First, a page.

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I'm making an applet that lets users crop out a piece of an image and save it. For cropping, I'm going to implement a "magic wand"-esque tool. I can do all this in Matlab but i'm having some trouble figuring out the Java libraries. Here are a few tasks I need to perform:

  • Randomly access pixels in an image by (x,y) and return a single object (java.awt.Color, ARGB int, short[], whatever -- as long as I'm not dealing with channels individually)
  • Create an alpha channel from a boolean[ ][ ]
  • Create a N by M image that's initialized to green

Any pros out there who can help me? Just some code snippets off the top of your head would be fine.

Many thanks,


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Have you looked at Java Advanced Imaging API? –  James Black Nov 26 '10 at 1:38

3 Answers 3

up vote 7 down vote accepted

You want to use the Java2D libraries. Specifically, you want to use the BufferedImage class from the library to deal with your images. You can access individual pixels and do all of the things you have specified above. Sun/Oracle has a good tutorial to get you started in the right direction. The second part in that tutorial goes over creating an alpha channel. Oh, and to access individual pixels, you want to use the WritableRaster class. So you can do something like this. Hope this gets you started.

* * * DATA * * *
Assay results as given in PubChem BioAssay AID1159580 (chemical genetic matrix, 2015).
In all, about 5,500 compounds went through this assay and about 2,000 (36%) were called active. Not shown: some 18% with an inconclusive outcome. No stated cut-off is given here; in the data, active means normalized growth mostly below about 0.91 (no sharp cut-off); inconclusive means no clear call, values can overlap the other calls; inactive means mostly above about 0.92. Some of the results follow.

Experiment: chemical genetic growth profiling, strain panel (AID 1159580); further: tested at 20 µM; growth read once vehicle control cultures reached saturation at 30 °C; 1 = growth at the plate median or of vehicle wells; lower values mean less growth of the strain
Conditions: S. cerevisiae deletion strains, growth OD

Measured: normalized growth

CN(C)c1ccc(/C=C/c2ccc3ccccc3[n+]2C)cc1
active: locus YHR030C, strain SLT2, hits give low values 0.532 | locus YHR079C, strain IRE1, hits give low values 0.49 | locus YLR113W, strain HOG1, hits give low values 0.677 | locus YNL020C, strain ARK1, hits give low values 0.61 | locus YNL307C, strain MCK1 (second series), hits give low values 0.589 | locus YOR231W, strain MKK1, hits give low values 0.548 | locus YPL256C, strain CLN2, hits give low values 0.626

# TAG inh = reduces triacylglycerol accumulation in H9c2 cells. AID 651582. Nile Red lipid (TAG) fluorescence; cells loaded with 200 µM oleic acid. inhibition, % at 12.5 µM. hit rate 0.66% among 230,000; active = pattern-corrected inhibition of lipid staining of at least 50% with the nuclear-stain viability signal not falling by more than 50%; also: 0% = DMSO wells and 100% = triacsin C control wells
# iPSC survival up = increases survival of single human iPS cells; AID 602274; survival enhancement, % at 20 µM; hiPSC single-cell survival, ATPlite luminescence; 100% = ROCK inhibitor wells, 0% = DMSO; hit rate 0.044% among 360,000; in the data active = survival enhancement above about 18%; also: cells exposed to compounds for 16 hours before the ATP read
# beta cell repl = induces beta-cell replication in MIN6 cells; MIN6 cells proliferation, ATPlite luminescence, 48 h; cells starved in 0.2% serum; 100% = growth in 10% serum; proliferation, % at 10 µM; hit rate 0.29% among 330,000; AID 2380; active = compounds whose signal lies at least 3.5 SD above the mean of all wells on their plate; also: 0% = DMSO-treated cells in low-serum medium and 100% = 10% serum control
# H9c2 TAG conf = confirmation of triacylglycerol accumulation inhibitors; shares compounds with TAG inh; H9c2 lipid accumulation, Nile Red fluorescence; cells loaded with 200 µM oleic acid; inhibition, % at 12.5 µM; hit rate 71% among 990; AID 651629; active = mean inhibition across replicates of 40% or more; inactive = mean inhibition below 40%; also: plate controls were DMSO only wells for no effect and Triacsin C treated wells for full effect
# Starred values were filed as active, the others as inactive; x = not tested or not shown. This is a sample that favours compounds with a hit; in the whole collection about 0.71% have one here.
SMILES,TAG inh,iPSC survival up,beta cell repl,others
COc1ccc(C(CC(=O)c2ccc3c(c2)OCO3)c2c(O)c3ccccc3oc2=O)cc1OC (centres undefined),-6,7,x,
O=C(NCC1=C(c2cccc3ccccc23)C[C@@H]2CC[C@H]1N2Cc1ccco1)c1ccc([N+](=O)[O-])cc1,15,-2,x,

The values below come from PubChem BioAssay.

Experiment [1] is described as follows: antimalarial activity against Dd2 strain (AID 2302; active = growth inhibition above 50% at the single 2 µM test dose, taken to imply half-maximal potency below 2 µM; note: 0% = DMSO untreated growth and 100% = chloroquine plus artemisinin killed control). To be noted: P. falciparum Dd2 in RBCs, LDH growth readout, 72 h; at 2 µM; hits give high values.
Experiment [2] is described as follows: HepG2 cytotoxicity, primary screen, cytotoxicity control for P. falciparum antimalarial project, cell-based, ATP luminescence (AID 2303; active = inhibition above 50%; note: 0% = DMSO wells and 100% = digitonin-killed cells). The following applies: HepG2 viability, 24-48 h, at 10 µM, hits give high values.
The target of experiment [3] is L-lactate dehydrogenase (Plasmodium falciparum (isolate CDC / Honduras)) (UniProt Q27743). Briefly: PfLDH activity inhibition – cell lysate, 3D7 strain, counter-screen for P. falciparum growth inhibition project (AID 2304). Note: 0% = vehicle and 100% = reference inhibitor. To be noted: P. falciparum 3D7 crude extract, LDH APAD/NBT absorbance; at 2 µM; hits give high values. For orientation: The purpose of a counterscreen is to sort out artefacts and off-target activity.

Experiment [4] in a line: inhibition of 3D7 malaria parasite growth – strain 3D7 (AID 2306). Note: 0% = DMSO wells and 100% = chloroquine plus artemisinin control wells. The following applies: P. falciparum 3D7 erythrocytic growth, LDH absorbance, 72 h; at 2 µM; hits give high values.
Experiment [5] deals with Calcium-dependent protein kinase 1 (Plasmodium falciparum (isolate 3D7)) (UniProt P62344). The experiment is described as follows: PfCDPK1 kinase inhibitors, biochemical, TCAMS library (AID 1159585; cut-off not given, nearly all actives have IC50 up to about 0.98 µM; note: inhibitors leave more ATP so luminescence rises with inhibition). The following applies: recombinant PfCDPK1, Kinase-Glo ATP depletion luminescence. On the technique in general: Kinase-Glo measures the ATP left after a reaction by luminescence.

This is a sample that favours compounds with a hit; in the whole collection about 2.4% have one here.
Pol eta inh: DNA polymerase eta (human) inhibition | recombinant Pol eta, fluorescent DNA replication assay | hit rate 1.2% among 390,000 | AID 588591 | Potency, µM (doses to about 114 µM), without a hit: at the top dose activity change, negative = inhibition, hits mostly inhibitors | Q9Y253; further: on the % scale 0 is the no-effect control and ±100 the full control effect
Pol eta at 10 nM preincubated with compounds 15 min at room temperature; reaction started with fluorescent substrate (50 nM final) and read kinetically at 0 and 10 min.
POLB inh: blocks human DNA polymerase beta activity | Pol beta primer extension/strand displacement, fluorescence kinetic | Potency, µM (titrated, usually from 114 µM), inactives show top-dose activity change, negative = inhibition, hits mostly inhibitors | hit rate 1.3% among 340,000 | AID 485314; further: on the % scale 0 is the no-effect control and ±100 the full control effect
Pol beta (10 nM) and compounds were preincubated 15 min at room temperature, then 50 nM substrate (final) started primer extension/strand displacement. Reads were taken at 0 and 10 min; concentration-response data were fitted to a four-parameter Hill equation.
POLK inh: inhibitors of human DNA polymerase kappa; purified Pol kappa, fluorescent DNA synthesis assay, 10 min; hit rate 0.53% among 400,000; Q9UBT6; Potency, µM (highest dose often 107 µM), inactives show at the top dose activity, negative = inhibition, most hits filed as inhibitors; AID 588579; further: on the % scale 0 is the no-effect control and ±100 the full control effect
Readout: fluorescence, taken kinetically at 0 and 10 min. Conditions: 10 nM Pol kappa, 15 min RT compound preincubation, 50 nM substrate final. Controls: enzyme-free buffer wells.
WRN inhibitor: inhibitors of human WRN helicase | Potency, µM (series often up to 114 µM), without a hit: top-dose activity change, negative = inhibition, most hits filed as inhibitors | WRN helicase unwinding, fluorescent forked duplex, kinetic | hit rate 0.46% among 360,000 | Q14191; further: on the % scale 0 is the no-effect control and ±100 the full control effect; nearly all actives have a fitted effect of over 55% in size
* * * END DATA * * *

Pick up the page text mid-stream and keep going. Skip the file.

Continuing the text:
WritableRaster imageRaster = Bufferedimg.getRaster();
//use java random generation to get a random x and y coordinate, then call this to access the pixel
imageRaster.getPixel(x, y,(int[])null);
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BTW, your link to the tutorial is broken, it has an extra l at the end of the URL. –  misha Nov 26 '10 at 3:34
Thanks...fixed it now. –  Anukul Veeraraghavan Nov 26 '10 at 9:03
Thanks! This is what I ended up using. –  Neal Ehardt Jun 1 '11 at 16:20

ImageJ is a mature, open-source image processing framework that supports macros, plugins and a host of other features.

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Marvin is a Java image processing framework that can help you. It provides algorithms for filtering, feature extraction, morphological analysis, tranformations, segmentation and so forth. Moreover, its architecture supports real-time video processing with the same algorithms.

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